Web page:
The Career Readiness Certificate
An Idea Whose Time Has Come!

There is great concern in the private sector about the gap that
exists between the skills required in today's workplace and those exhibited by potential and incumbent employees. Businesses have trouble finding and hiring people who have basic employability skills and who are therefore trainable for specific jobs.

There is also a crisis in terms of the aging of the current workforce, particularly in the skilled trades, and the lack of potential replacement workers. Sustainability and perhaps even survival is now of vital importance in many industries due to this crisis.
The Career Readiness Certificate is a portable skills credential, assuring employers that a job applicant actually has the basic skills they seek.

Employers know that the costs of hiring, training, and retention significantly affect their bottom line. For an employer who may be contemplating moving his/her business to a new state or expanding an existing company, the skill level of the available workforce is often a deciding factor. Hiring for entry-level positions is particularly difficult because the applicant often has little or no work history, and presents with only a brief resume and an educational credential such as a high school diploma or a two- or four- year degree. While these credentials are beneficial they do not always give a clear indication of the skills that the applicant possesses.

Experts know that by 2020, more than 90% of all jobs will require skill levels beyond those gained in high school. Also, by that date, there will be a shortage of 3 million workers with associate's degrees or higher and a shortage of 5 million workers with technical credentials.

The majority of workers now need training and education at the post-secondary level. In the United States, most training is done on the job, and all indications are that this situation will not change in the coming decades. What employers need therefore, are employees who are trainable, and who can benefit from the many opportunities afforded them for skill enhancement.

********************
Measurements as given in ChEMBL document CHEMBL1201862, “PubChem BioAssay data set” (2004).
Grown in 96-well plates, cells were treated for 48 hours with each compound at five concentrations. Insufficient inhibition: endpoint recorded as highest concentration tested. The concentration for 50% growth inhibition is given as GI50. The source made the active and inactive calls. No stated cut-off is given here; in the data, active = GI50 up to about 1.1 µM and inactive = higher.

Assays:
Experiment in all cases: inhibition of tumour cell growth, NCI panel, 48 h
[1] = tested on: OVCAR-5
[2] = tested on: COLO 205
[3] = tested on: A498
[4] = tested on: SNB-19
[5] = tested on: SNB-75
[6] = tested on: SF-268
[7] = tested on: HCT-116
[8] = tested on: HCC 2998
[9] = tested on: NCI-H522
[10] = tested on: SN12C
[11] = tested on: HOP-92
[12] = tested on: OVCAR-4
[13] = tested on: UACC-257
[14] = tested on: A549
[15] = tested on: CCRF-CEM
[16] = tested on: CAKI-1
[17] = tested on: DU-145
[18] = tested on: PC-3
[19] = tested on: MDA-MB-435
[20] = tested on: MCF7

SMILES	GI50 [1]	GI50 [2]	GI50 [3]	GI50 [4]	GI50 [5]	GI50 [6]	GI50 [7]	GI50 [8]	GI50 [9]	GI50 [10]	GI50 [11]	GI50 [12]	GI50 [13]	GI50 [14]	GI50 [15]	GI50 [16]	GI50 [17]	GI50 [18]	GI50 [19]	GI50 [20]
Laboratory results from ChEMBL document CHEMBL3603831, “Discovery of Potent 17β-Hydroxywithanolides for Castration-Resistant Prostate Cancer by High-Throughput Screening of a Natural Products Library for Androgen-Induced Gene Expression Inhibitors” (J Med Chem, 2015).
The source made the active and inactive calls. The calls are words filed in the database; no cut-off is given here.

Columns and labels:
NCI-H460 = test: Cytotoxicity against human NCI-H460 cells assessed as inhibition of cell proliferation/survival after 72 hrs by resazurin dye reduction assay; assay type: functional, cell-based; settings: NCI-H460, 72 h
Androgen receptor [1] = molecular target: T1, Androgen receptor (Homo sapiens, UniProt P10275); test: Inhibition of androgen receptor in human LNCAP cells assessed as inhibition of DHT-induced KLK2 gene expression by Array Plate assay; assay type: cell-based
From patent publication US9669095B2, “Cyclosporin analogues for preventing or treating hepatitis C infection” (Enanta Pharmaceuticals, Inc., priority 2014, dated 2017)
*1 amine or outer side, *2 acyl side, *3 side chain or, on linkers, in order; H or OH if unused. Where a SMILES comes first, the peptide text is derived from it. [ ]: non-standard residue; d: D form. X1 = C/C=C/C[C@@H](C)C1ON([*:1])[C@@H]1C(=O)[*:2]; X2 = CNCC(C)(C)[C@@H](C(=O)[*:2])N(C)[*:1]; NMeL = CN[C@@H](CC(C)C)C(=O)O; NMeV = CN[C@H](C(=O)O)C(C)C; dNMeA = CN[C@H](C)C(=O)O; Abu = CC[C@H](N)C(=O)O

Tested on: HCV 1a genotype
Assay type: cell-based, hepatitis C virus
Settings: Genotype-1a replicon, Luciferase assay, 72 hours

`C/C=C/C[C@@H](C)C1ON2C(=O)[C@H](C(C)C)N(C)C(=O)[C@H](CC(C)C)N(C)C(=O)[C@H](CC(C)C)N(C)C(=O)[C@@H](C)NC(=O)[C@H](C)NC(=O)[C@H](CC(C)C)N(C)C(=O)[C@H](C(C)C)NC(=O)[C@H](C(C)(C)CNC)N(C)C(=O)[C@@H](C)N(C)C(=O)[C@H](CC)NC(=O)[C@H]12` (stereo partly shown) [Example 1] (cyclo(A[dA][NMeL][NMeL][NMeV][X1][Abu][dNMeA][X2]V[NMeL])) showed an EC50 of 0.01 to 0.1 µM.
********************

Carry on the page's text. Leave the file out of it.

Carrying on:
Over the last twenty years, employers have become disillusioned with both the trainability of high school and college graduates, and with their associated work ethic. The second issue and its solution are, for the most part, societal concerns, and they are almost impossible to legally assess and certify. The trainability issue though is one that many states have embraced and are addressing through the development of a portable skills credential based on WorkKeys® assessments, a product of ACT, Inc®.

More than 15,000 job profiles have been completed using WorkKeys® assessments , and results are shown in the ACT, Inc. occupational profile national database. Examination of this database reveals that three WorkKeys® assessments, Reading For Information, Applied Mathematics, and Locating Information are used in more than 85% of the profiles conducted across all industry sectors and all occupations. Consequently, these three assessments were chosen to form the basis of the Career Readiness Certificate.

Career Readiness Certificate Levels

Skill Area
Bronze
Silver
Gold
Reading for Information
3
4
5
Applied
Mathematics
3
4
5
Locating
Information
3
4
5

Further examination reveals that these levels form the basis for employment in approximately 33% (Bronze), 65% (Silver), and 85% (Gold) of the careers profiled in the database.

There are now more than 48 states and organizations issuing the Career Readiness Certificate. As of September 2014, it is estimated that more than 4,000,000 certificates have been issued nationwide.

Visit the Consortium page of this site for details.

The CRC has evolved significantly since its inception in 2003. It is now the basis for certifying WorkReady Communities in OK and GA; it is the foundation credential for many CRC+ programs (e.g. VA) that address the needs of specific industry sector jobs; it is the basic credential for the new stackable manufacturing skills credentials announced by NAM in July 2011; and it is now being used as an exit credential (optional and required) for high school students in many states.

 

Top of Page

© 2005 Career Readiness Certificate Consortium